Vatican ambassador laments Syria's ongoing crisis, poverty
The Vatican's ambassador to Syria, Mario Zenari, said Saturday that no improvement has been made in the war-torn country where at least 90 per cent of the population are thought to live below the poverty line.
His comments came same the day artillery fire from government-controlled territory and suspected Russian airstrikes killed at least eight civilians, most of them children, in Idlib, Syria’s last rebel-held enclave.
Speaking to Vatican Radio, Zenari said that while bombs were no longer falling in some areas, the destruction of Syria was ongoing a decade since the war began.
"Efforts for the peace process are stuck," he said, decrying the lack of reconstruction and dire economic situation.
Zenari, who has been the Apostolic Nuncio to Syria since the end of 2008, said Syrians were living an “economic war” amid endemic corruption and mismanagement that is a hallmark of Bashar al-Assad’s regime, as well as the global coronavirus pandemic which made matters worse.
He also linked the crisis to the one next door in Lebanon, which he said had negative repercussions on the situation in Syria.
Like the day of meditation and prayer for Lebanon, Papal Ambassador Zenari did not rule out that a similar meeting would be held in the Vatican on Syria.
"The tragedies of the countries of the Middle East are very similar to each other, and the suffering of the peoples is common," he said.
Pope Francis hosted a day of prayer in the Vatican amid growing fears over Lebanon's political deadlock and financial collapse, during a day-long summit with the heads of churches in Lebanon.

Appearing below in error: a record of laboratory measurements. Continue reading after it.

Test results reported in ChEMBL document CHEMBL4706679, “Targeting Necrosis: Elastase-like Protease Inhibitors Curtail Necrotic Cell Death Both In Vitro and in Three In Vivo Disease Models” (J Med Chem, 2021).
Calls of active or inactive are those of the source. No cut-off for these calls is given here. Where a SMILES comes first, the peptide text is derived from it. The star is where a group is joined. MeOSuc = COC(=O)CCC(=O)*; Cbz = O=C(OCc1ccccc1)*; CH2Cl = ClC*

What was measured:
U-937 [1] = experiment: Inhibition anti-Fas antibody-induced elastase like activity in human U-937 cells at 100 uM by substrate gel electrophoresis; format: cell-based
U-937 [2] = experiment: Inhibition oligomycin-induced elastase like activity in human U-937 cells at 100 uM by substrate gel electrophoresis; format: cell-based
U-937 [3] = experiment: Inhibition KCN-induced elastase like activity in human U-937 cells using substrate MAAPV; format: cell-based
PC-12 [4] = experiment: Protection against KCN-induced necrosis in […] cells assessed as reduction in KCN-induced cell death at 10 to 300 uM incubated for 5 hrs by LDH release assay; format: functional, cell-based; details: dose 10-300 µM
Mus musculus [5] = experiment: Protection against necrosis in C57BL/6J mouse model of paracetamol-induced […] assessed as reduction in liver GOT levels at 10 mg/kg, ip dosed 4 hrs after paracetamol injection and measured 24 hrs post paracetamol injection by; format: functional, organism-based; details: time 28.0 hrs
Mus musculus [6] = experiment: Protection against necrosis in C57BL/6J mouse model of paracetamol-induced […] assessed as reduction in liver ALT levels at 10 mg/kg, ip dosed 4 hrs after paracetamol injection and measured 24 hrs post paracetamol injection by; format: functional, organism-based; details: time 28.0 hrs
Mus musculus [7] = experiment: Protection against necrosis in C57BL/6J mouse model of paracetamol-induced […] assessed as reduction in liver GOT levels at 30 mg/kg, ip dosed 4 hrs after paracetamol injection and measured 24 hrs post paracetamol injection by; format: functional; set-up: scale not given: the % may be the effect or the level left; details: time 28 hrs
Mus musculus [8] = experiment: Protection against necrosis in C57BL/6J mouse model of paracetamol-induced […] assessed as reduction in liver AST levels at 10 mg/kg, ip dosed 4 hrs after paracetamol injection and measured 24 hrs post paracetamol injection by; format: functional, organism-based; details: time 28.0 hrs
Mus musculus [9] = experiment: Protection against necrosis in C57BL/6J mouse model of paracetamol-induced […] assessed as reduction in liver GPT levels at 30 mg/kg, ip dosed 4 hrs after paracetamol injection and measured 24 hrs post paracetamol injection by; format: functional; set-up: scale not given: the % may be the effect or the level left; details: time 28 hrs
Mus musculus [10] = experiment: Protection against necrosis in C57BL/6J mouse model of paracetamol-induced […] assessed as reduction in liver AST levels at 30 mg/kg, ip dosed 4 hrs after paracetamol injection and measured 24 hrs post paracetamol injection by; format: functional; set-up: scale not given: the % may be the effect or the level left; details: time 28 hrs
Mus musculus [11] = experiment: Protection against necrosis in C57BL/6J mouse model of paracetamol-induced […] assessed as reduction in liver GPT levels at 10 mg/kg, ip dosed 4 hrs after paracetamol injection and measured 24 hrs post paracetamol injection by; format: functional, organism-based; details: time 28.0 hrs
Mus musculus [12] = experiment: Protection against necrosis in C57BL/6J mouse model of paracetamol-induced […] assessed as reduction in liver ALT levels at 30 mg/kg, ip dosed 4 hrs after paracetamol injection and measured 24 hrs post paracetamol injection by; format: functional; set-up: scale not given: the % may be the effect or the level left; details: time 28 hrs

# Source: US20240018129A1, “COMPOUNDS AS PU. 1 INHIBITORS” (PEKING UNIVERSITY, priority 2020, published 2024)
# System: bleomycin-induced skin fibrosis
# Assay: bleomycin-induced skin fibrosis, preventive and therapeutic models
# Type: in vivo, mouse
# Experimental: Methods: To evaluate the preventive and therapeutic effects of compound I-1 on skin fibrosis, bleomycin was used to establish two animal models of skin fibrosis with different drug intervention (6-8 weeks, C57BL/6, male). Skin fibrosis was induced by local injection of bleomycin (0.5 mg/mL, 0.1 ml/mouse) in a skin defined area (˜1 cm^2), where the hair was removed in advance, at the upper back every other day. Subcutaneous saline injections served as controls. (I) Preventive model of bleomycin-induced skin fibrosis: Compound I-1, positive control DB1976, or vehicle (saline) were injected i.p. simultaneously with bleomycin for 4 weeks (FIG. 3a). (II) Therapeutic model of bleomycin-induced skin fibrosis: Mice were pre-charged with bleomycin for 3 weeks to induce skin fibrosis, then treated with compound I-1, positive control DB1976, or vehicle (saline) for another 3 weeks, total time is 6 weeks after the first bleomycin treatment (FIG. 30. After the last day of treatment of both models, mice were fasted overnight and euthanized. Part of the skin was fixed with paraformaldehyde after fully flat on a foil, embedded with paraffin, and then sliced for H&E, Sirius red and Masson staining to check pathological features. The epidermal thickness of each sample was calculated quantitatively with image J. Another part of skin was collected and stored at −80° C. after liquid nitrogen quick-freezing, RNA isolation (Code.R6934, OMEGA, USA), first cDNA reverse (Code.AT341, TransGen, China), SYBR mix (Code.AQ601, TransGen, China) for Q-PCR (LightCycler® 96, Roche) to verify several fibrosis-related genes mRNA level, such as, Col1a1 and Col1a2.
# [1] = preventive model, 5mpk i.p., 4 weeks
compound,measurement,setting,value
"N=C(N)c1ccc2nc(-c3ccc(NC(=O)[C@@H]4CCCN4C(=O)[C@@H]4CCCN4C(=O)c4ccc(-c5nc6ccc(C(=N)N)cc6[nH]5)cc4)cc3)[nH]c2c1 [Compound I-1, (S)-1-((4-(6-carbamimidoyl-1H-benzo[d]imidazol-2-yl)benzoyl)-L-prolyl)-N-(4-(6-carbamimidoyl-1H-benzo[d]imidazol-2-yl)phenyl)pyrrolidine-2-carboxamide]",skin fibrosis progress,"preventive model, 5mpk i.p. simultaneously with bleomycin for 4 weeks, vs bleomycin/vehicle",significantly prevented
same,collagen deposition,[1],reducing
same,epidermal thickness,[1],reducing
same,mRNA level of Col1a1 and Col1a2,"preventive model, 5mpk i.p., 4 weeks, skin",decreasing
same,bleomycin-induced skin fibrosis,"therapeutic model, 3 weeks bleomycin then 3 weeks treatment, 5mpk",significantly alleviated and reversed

Lebanon’s banking crisis has had an impact on Syria, and fuel, as well as other commodities subsidised by Lebanese depositors' money, continue to be smuggled into Syrian territory amid sanctions on Damascus.
Meanwhile, US officials and aid agencies fear that the millions of Syrians will be left without crucial humanitarian assistance if key Damascus-ally Russia vetoes a resolution to extend the operation of the sole border crossing into Idlib. The vote will be held July 10.
In recent weeks, there has been rising violence between regime forces and insurgents on the edge of the north-western province, despite a truce brokered last year.
Eight civilians, including six children, were killed on Saturday after regime forces shelled the village of Ibleen in Idlib, according to rescue workers and a war monitor.
Among the dead was Subhi al-Assi, an administrator in a local health centre, and Omar al-Omar, a volunteer for White Helmets rescue service.
The shelling was followed by airstrikes by suspected Russian warplanes that hit areas west of Idlib city, destroying a centre belonging to the White Helmets.